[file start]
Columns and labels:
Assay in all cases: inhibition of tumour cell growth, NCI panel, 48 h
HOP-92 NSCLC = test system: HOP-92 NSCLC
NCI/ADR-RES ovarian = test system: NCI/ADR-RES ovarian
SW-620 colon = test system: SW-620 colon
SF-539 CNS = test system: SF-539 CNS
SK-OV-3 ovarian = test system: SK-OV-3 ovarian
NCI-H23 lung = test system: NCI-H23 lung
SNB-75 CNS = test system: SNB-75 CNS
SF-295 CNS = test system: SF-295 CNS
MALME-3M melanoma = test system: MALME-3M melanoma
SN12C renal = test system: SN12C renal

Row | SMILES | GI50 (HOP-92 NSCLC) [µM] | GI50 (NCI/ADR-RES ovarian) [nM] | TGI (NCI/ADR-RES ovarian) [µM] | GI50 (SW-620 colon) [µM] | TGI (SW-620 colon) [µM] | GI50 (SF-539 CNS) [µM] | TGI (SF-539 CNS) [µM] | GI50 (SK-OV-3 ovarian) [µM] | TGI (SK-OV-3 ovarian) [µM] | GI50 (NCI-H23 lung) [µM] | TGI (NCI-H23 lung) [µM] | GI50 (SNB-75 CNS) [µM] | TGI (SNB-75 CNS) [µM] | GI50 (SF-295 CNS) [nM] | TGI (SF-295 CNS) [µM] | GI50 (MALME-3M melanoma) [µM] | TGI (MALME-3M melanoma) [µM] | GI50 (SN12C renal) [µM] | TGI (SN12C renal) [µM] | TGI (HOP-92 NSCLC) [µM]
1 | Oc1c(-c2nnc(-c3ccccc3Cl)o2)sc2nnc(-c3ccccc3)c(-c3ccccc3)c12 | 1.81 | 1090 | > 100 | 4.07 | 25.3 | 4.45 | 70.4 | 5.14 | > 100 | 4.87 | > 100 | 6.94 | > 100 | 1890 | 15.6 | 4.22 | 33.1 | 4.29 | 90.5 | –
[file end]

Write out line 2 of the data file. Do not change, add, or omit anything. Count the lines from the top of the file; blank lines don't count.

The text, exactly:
Assay in all cases: inhibition of tumour cell growth, NCI panel, 48 h